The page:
Important lessons learned

This is what Zeynep Tufekci says. That the civil rights marches led to change because back then, people had to build organizations and put in all the hard work of persuading, getting buy-in face-to-face, build social connections of trust, and figure out how to give an organization staying power before they can even organize a march. Now with social media, organizing marches and protests is easy, but since it is so easy to pull off, nobody has built the muscle to give an organization staying power, which is why so many protests fizzle.

Anyway, we’re entering a brave new world. Ben Thompson (brilliant guy; state school grad; at least for undergrad; Wisconsin; was a poli sci major; now I consider him the most far-sighted tech strategist living) thinks social media will lead to as much societal and global upheaval as the printing press did. The printing press overthrew the Medieval church, which had (very loose) authority over a billion little fragments of Europe. The printing press (after many wars and violence) led to centralized nation-states (evidently, when everyone managed to learn to read, they found an affinity with people who they could read). He thinks social media will lead to as much change as the printing press did and can hardly imagine what that future world would look like.*

Hmm. It could be like something out of the Diamond Age. Maybe generations from now, instead of universities, most people would be educated through online cults.

  • States currently have the monopoly on the power of violence on a massive scale, however. Hard to see how that can be overcome.

Montessori all the way up for everyone!

I think it’s just that they’ve got lots of early training in working fast and collaboratively, but also alone. That’s been their entire K12 experience. Add social media and they really know how to round people up and organize. The problem is the K12 training’s also very glib – the standards they’re tested on require them to cover a ludicrous amount of ground, so they go like skipping stones across their curricula. The pace is very, very fast, and the depth is journalistic at best. Teachers don’t have time to give real criticism/feedback, and those who slow things down enough to do it right are targets of serious anger. When I make the students slow down and dig deep, it’s almost physically painful for them, till they get used to it – everything they know says “wrap it up and move on.” That also means they haven’t got the research and analytical skills to go deep, or even to start going deep.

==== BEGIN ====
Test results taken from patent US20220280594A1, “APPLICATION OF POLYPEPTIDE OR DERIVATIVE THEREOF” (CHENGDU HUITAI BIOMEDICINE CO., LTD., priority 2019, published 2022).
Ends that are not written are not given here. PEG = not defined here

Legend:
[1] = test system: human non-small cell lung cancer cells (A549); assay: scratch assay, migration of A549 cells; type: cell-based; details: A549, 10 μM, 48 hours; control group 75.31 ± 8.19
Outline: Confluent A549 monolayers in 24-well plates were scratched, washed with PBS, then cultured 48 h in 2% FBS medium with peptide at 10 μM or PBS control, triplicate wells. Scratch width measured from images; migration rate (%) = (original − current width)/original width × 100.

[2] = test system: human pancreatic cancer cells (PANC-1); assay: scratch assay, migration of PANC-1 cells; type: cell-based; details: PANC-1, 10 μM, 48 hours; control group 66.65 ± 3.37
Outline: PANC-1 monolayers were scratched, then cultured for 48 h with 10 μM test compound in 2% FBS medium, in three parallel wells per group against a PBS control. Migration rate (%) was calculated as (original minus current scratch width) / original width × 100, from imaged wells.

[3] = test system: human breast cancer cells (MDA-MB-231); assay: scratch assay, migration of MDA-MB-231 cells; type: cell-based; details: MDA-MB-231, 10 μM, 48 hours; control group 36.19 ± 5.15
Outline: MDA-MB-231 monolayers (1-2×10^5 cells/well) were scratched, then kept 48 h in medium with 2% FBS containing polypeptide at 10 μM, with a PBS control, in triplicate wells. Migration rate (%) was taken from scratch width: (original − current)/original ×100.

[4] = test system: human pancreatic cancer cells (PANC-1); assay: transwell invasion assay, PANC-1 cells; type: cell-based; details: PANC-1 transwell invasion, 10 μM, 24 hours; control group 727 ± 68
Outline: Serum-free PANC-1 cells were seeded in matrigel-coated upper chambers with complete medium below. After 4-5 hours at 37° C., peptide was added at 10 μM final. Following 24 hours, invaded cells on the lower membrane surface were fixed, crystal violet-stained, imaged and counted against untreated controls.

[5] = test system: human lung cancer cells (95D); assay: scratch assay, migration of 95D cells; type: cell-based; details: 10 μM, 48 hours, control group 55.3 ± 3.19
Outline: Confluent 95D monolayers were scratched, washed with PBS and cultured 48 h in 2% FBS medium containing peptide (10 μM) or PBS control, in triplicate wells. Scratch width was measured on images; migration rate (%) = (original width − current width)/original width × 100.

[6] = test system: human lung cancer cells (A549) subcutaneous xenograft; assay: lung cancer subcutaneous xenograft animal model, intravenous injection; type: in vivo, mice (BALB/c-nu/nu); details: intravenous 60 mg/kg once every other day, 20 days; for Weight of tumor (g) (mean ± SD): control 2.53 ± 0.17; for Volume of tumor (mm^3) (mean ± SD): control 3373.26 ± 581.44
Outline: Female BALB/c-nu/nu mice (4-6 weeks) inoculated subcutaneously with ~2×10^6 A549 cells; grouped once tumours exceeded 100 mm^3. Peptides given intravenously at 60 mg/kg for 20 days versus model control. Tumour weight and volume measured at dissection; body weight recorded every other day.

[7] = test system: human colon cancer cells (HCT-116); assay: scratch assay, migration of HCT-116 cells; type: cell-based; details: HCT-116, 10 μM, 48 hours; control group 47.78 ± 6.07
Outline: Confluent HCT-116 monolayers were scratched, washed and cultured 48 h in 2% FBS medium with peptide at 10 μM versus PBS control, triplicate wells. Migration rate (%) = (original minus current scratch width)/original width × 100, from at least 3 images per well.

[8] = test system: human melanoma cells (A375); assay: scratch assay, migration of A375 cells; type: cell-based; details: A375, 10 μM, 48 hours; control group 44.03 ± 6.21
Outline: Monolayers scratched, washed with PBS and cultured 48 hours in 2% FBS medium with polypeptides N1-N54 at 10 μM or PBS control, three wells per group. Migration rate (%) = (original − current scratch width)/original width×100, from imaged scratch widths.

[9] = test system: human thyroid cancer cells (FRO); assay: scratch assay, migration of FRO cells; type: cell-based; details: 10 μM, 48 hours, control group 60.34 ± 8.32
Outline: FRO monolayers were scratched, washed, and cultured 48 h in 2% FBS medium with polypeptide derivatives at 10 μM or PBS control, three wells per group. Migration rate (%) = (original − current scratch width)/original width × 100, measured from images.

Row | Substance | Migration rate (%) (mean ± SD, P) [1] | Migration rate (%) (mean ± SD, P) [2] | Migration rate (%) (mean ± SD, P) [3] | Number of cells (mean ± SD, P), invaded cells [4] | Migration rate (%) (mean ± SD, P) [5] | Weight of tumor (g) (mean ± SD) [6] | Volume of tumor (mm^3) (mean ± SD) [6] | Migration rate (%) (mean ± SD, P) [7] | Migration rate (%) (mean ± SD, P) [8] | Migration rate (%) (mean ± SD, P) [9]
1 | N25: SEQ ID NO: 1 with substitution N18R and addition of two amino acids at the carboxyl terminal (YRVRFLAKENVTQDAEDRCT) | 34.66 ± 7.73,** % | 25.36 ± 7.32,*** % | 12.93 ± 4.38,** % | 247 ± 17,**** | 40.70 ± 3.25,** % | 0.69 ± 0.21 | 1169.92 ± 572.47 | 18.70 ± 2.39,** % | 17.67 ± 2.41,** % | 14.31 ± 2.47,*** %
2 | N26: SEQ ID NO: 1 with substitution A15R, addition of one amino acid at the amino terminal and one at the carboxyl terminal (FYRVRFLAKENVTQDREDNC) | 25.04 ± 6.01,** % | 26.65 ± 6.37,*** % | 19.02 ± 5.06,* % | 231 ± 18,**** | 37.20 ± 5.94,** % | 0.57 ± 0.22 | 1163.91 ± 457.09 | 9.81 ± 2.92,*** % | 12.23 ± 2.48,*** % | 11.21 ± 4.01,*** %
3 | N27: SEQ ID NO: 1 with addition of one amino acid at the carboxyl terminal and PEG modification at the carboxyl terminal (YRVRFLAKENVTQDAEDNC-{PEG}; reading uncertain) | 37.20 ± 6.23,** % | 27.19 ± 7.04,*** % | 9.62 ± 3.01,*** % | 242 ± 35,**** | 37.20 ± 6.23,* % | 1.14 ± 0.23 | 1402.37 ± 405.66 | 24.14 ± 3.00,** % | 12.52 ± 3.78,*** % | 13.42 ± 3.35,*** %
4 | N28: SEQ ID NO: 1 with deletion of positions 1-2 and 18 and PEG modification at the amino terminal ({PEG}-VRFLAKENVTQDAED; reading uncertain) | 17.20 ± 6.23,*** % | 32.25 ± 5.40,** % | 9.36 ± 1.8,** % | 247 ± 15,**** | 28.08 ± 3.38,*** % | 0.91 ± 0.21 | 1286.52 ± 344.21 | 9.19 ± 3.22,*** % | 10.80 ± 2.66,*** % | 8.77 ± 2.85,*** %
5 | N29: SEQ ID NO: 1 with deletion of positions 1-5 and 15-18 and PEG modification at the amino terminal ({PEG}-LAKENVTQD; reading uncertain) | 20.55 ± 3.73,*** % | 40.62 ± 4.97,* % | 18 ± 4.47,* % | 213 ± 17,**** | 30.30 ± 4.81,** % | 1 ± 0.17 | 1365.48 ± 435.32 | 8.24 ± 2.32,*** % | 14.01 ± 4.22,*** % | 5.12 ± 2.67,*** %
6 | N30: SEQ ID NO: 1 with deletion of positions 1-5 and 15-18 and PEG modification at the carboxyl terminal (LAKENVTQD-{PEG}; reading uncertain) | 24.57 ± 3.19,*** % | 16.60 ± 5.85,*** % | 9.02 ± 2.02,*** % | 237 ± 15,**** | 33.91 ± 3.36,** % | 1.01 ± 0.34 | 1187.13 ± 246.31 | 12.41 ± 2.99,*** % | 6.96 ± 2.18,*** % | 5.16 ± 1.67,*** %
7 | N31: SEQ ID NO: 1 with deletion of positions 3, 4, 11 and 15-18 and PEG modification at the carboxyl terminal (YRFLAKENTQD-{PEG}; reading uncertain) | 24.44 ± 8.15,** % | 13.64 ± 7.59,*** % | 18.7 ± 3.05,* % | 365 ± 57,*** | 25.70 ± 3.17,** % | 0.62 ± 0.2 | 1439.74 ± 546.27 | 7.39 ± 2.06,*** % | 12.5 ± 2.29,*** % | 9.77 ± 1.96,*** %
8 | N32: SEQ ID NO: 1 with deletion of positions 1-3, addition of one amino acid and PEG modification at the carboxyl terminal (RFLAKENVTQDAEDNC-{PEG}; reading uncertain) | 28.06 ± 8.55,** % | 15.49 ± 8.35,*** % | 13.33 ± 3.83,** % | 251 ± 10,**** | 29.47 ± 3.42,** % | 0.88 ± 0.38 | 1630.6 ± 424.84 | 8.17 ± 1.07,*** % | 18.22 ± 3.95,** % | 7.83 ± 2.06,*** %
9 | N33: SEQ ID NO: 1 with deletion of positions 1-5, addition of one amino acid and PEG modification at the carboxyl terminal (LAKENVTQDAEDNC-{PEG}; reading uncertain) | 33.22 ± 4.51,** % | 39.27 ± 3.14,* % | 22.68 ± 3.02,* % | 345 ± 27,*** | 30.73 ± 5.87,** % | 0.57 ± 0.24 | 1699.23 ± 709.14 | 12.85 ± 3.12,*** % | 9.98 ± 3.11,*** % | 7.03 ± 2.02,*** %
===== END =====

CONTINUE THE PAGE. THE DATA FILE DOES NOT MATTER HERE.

In order to move across curricula as fast as they do, and also to protect them from evils of the internet, you see a lot of canned “research projects” – explore, but don’t really, stay with these links. So they really don’t know how to investigate, how to distinguish one source from another, how to build up a picture and ask deeper questions from there. AP Seminar is meant to patch that, but it comes late in the game and has its own canned-research-product problems.

So. The kids are introduced to these giant social problems, they follow a thread and find a towering mountain of info, and unless they’ve got a sherpa they’ll generally bail. Even the really bright ones. The fear of doing it wrong, spending too much time, or getting lost in the maze is just too strong. I’m currently working with some journalism students who’re really panicking about not knowing immediately what the project will be four weeks hence and not already having training in the things I’ve brought them to investigate. They really want me to devise a snack-sized project for them instead of making them look around, ask real questions, talk to humans who know things, find some boundaries to investigate further within. Happily, I’m allowed to avoid the business of making snack-sized projects.

It really depends on how you set up “education”. Something like the LAC model for everyone, yes, is extremely expensive. The German way means even lower pay for faulty there, but teaching undergrads is mostly just lecturing. Curriculum is rigid, so faculty can be matched to classes easily. Grades just come down to tests at the end of the year (so little in the way of continuous assessment or feed-back). You fail out, you fail out (feel free to apply to enter another degree program). Uni students are expected to be responsible self-sufficient adults who don’t need their hand held. Then again, their entire educational system feeds in to their uni system (whether you get to go to uni comes down to big tests at the end of the year; those who don’t do well in that system get tracked to something else like apprenticeships where they can work and learn applied skills). And uni is free.

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I think that’s the future of higher ed. Ala carte everything. The university will eventually become unbundled. Students will be able to mix and match the credentialing, the actual education, the college experience. It will be mixed in with work and last longer (maybe throughout a life). It could be even more unequal but really depends on how the politics sets up the economics.

Sorta back to the future. The University of London just gives degrees to its constituents (I think it use to administer tests too). The Oxbridge unis use to also just administer the tests that led to degrees. Actual education is/was mostly through tutorials organized by the faculty of each college (which is where the social life is too).

Montessori for everyone!*

  • Not a cheapest way to educate, but not the most expensive either, since it relies on kids to teach other kids too.

This thread has covered a lot of ground. I think we agree that some (too many) kids in the US are born in to circumstances where their odds of joining the top 1%/decision-makers/etc. just aren’t that good. But if you have enough smarts, drive, and some adults to guide you (and your daughter definitely has the last), you can get pretty far even if elite undergrad admissions is far from a level playing field or a meritocracy.